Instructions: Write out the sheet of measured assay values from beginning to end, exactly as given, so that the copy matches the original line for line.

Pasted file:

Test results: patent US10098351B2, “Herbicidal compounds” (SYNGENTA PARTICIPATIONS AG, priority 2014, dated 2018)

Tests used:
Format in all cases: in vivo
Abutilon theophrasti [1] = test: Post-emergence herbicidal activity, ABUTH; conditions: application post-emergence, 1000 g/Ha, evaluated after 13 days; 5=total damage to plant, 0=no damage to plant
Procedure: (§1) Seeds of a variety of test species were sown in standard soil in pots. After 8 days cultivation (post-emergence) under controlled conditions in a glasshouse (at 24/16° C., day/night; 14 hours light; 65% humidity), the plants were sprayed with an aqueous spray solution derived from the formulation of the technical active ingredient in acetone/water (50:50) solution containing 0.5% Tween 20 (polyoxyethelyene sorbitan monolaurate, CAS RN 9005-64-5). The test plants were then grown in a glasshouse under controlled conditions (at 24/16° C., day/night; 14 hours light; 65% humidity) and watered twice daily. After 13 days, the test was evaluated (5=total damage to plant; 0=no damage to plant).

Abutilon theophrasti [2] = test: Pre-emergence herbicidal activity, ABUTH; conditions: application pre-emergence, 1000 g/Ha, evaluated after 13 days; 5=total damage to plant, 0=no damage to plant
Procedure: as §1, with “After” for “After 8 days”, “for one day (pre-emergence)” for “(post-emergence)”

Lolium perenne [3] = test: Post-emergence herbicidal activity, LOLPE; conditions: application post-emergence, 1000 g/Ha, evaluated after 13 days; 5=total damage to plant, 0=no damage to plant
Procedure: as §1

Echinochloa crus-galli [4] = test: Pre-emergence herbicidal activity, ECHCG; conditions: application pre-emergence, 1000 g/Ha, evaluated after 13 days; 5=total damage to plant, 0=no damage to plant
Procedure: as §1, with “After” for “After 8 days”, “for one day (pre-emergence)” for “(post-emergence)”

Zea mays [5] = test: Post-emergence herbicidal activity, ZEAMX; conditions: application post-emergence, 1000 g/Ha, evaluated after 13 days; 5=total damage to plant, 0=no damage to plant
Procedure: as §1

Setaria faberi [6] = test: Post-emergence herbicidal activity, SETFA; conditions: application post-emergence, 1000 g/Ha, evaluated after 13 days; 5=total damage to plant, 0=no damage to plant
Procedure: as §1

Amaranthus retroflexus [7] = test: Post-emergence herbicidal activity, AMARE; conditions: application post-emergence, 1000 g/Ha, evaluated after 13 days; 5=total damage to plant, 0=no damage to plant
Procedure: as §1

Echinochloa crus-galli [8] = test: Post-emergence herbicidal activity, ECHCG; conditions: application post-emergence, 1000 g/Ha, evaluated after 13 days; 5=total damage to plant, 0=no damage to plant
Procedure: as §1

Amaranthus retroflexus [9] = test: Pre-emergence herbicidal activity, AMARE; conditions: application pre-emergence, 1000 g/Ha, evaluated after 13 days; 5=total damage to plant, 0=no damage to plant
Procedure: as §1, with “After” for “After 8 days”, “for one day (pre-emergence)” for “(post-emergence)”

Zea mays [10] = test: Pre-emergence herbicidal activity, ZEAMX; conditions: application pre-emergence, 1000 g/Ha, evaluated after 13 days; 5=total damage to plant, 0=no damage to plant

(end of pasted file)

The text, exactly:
Test results: patent US10098351B2, “Herbicidal compounds” (SYNGENTA PARTICIPATIONS AG, priority 2014, dated 2018)

Tests used:
Format in all cases: in vivo
Abutilon theophrasti [1] = test: Post-emergence herbicidal activity, ABUTH; conditions: application post-emergence, 1000 g/Ha, evaluated after 13 days; 5=total damage to plant, 0=no damage to plant
Procedure: (§1) Seeds of a variety of test species were sown in standard soil in pots. After 8 days cultivation (post-emergence) under controlled conditions in a glasshouse (at 24/16° C., day/night; 14 hours light; 65% humidity), the plants were sprayed with an aqueous spray solution derived from the formulation of the technical active ingredient in acetone/water (50:50) solution containing 0.5% Tween 20 (polyoxyethelyene sorbitan monolaurate, CAS RN 9005-64-5). The test plants were then grown in a glasshouse under controlled conditions (at 24/16° C., day/night; 14 hours light; 65% humidity) and watered twice daily. After 13 days, the test was evaluated (5=total damage to plant; 0=no damage to plant).

Abutilon theophrasti [2] = test: Pre-emergence herbicidal activity, ABUTH; conditions: application pre-emergence, 1000 g/Ha, evaluated after 13 days; 5=total damage to plant, 0=no damage to plant
Procedure: as §1, with “After” for “After 8 days”, “for one day (pre-emergence)” for “(post-emergence)”

Lolium perenne [3] = test: Post-emergence herbicidal activity, LOLPE; conditions: application post-emergence, 1000 g/Ha, evaluated after 13 days; 5=total damage to plant, 0=no damage to plant
Procedure: as §1

Echinochloa crus-galli [4] = test: Pre-emergence herbicidal activity, ECHCG; conditions: application pre-emergence, 1000 g/Ha, evaluated after 13 days; 5=total damage to plant, 0=no damage to plant
Procedure: as §1, with “After” for “After 8 days”, “for one day (pre-emergence)” for “(post-emergence)”

Zea mays [5] = test: Post-emergence herbicidal activity, ZEAMX; conditions: application post-emergence, 1000 g/Ha, evaluated after 13 days; 5=total damage to plant, 0=no damage to plant
Procedure: as §1

Setaria faberi [6] = test: Post-emergence herbicidal activity, SETFA; conditions: application post-emergence, 1000 g/Ha, evaluated after 13 days; 5=total damage to plant, 0=no damage to plant
Procedure: as §1

Amaranthus retroflexus [7] = test: Post-emergence herbicidal activity, AMARE; conditions: application post-emergence, 1000 g/Ha, evaluated after 13 days; 5=total damage to plant, 0=no damage to plant
Procedure: as §1

Echinochloa crus-galli [8] = test: Post-emergence herbicidal activity, ECHCG; conditions: application post-emergence, 1000 g/Ha, evaluated after 13 days; 5=total damage to plant, 0=no damage to plant
Procedure: as §1

Amaranthus retroflexus [9] = test: Pre-emergence herbicidal activity, AMARE; conditions: application pre-emergence, 1000 g/Ha, evaluated after 13 days; 5=total damage to plant, 0=no damage to plant
Procedure: as §1, with “After” for “After 8 days”, “for one day (pre-emergence)” for “(post-emergence)”

Zea mays [10] = test: Pre-emergence herbicidal activity, ZEAMX; conditions: application pre-emergence, 1000 g/Ha, evaluated after 13 days; 5=total damage to plant, 0=no damage to plant